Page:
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A Brief History of Cernlib (1966-???)
Ian Mclaren , IT/API
Past, evolution and future for CERNLIB.
Sixties (the beginning)
Although there is no mention of the Cern Program Library in CNL 1, the first recorded submissions of kernlib and mathlib routines were in the same year, 1966. At that time, the Computer Centre had CDC 60-bit computers and the first library routines were of a mathematical nature. The Physics specific programs were developed by their users in the Track Chamber (TC) Division, including the first version of PATCHY, also in 1966. The following year saw the birth of MINUIT. During the last years of the sixties, many additions were made to both libraries, until in 1969 the administration of the TC library was merged with the DD Cern Program Library, and PATCHY3 and its manual were released.
Seventies (CDC era)The CDC era continued well into the seventies and more famous projects were born, GEANT3 and HBOOK in 1974 with HPLOT following in 1976, based on one of the first device independent graphics packages, GD3, which was also developed in DD Division. The average rate of new submissions continued at about 8/year, mostly written in Fortran but increasingly also in Compass, the CDC assembly language, to improve performance. With little interactive computing and no WWW, the link between the Program Library and the Computing Newsletter was very strong. All official library notifications were made in the CNL and users were deemed to have read and taken note of them.
The library source was maintained using a CDC proprietary code management utility called Update, which was considered at that time to be easier to use than PATCHY. Despite this, the libraries were increasingly exported to external institutes and the first tools to assist in converting to double precision began to appear. However, the importance of the IBM 360 and its 32-bit architecture for scientific computing increased and with it the problems of portability and the need for double precision floating point arithmetic which was unnecessary on the 60-bit CDC machines.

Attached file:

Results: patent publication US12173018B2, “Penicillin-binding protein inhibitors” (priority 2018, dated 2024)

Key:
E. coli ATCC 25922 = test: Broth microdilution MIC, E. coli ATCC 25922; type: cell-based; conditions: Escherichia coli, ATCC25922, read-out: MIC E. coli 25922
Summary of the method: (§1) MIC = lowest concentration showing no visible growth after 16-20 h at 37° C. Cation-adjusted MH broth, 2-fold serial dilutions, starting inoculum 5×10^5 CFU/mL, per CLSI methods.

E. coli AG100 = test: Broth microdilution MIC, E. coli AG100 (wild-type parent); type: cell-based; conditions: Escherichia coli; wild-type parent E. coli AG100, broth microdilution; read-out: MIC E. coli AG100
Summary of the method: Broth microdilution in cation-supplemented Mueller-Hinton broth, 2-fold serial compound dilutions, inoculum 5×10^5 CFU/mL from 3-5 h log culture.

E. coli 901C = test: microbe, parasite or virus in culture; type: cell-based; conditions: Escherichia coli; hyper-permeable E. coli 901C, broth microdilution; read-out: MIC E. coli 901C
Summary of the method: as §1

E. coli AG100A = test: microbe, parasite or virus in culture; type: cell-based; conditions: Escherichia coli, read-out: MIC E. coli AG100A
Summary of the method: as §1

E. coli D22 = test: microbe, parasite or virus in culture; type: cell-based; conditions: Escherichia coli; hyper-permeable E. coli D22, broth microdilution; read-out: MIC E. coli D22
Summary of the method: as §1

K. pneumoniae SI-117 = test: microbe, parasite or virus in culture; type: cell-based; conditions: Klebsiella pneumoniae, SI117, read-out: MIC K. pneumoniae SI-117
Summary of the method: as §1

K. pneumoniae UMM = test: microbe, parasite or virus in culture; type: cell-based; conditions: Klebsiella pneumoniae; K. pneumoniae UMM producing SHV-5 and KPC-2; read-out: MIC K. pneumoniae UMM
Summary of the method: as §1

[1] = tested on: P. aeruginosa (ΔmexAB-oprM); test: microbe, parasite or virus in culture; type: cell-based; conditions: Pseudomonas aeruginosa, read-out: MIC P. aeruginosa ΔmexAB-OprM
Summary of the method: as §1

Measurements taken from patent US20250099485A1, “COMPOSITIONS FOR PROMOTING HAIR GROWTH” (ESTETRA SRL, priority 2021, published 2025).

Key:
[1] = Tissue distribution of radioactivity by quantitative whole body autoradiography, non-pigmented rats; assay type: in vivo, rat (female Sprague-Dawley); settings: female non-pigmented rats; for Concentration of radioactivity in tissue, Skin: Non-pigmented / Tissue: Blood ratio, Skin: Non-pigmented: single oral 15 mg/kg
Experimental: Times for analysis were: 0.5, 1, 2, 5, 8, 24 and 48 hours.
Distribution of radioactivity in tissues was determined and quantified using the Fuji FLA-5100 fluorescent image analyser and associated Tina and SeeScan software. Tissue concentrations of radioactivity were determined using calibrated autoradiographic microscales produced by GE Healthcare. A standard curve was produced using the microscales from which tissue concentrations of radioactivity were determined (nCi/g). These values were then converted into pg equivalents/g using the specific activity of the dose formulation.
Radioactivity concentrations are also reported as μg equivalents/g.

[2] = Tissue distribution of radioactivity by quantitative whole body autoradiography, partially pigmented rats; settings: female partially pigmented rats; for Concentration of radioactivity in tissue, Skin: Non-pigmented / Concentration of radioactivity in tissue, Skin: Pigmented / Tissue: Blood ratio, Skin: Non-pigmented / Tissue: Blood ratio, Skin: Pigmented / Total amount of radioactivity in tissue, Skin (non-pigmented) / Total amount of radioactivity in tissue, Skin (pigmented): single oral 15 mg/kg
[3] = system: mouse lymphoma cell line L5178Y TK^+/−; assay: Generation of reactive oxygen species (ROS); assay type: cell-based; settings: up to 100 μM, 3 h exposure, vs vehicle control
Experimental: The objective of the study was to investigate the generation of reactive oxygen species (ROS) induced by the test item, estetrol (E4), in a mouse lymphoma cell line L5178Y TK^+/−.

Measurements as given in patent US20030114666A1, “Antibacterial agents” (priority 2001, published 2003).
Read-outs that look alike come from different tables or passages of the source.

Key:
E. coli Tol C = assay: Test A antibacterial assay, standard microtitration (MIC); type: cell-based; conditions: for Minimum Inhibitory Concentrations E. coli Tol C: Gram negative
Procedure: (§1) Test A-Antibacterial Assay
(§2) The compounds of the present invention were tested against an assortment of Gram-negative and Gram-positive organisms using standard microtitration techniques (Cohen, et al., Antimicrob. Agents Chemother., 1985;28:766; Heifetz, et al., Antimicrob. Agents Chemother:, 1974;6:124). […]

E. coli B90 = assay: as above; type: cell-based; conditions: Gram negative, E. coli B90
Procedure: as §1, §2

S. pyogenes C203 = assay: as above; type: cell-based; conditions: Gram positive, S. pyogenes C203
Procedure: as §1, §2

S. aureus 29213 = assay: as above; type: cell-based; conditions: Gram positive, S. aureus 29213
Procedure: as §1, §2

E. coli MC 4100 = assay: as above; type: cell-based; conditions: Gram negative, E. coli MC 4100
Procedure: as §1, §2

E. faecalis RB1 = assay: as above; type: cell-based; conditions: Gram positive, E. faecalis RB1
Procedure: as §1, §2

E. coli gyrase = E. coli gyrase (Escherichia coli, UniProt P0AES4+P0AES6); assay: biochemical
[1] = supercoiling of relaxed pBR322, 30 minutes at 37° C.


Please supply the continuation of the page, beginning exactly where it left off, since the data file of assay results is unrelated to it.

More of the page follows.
In 1977, IBM returned to the Cern Computing Centre with the opening of the 370/168 service, the PATCHY4 suite was released and the Program Library sources were converted from Update to PATCHY. The name "cernlib" appeared for the first time in the name of the IBM library "CR.PUB.CERNLIB" and the IBM version of the new HBOOK3 was announced.
In the following year the definitive standard Fortran 77 was published and since then the Cernlib Fortran source has adhered to it as closely as possible. To supplement the deficiencies in Fortran, the dynamic memory management package ZBOOK was added to the Program Library.
Eighties (Increasing complexity)The decade started with libraries for two flavours of CDC and one IBM, but by 1983 there were also versions for Cray, Vax, Apollo and Nord, laying the foundations for the Unix versions. There were many additions in the mathematical parts of the libraries, to add new functionality and new systems, and also conversions to standard Fortran 77. Consequently, there were many deletions and most of the CNL's had many pages with Program Library modifications and news. However, in 1984 the Fortran 66 libraries were finally frozen, the 7600 was turned off and the CERN directorate made Cernlib freely available to any laboratory involved in the CERN program.